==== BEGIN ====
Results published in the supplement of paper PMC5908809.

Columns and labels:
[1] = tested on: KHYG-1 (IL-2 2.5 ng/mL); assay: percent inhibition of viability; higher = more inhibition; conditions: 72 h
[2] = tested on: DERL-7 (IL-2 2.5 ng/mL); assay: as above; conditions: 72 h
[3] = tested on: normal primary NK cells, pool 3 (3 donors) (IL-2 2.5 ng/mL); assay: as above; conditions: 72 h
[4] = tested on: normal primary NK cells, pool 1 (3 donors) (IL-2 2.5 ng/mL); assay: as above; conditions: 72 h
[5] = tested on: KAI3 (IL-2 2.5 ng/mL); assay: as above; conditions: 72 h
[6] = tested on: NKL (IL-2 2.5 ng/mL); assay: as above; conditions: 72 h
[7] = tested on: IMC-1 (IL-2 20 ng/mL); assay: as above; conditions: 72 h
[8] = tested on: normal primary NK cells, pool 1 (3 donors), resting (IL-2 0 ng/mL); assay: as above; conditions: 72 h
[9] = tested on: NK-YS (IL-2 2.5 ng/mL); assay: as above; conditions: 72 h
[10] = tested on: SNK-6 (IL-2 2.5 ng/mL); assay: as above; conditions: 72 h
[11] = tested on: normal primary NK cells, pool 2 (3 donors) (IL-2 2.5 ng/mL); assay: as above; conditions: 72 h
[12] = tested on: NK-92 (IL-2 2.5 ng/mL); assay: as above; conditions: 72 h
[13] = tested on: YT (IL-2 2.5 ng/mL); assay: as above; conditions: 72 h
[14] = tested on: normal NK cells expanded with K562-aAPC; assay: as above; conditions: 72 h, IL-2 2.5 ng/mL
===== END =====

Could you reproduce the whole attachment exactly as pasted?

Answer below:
Results published in the supplement of paper PMC5908809.

Columns and labels:
[1] = tested on: KHYG-1 (IL-2 2.5 ng/mL); assay: percent inhibition of viability; higher = more inhibition; conditions: 72 h
[2] = tested on: DERL-7 (IL-2 2.5 ng/mL); assay: as above; conditions: 72 h
[3] = tested on: normal primary NK cells, pool 3 (3 donors) (IL-2 2.5 ng/mL); assay: as above; conditions: 72 h
[4] = tested on: normal primary NK cells, pool 1 (3 donors) (IL-2 2.5 ng/mL); assay: as above; conditions: 72 h
[5] = tested on: KAI3 (IL-2 2.5 ng/mL); assay: as above; conditions: 72 h
[6] = tested on: NKL (IL-2 2.5 ng/mL); assay: as above; conditions: 72 h
[7] = tested on: IMC-1 (IL-2 20 ng/mL); assay: as above; conditions: 72 h
[8] = tested on: normal primary NK cells, pool 1 (3 donors), resting (IL-2 0 ng/mL); assay: as above; conditions: 72 h
[9] = tested on: NK-YS (IL-2 2.5 ng/mL); assay: as above; conditions: 72 h
[10] = tested on: SNK-6 (IL-2 2.5 ng/mL); assay: as above; conditions: 72 h
[11] = tested on: normal primary NK cells, pool 2 (3 donors) (IL-2 2.5 ng/mL); assay: as above; conditions: 72 h
[12] = tested on: NK-92 (IL-2 2.5 ng/mL); assay: as above; conditions: 72 h
[13] = tested on: YT (IL-2 2.5 ng/mL); assay: as above; conditions: 72 h
[14] = tested on: normal NK cells expanded with K562-aAPC; assay: as above; conditions: 72 h, IL-2 2.5 ng/mL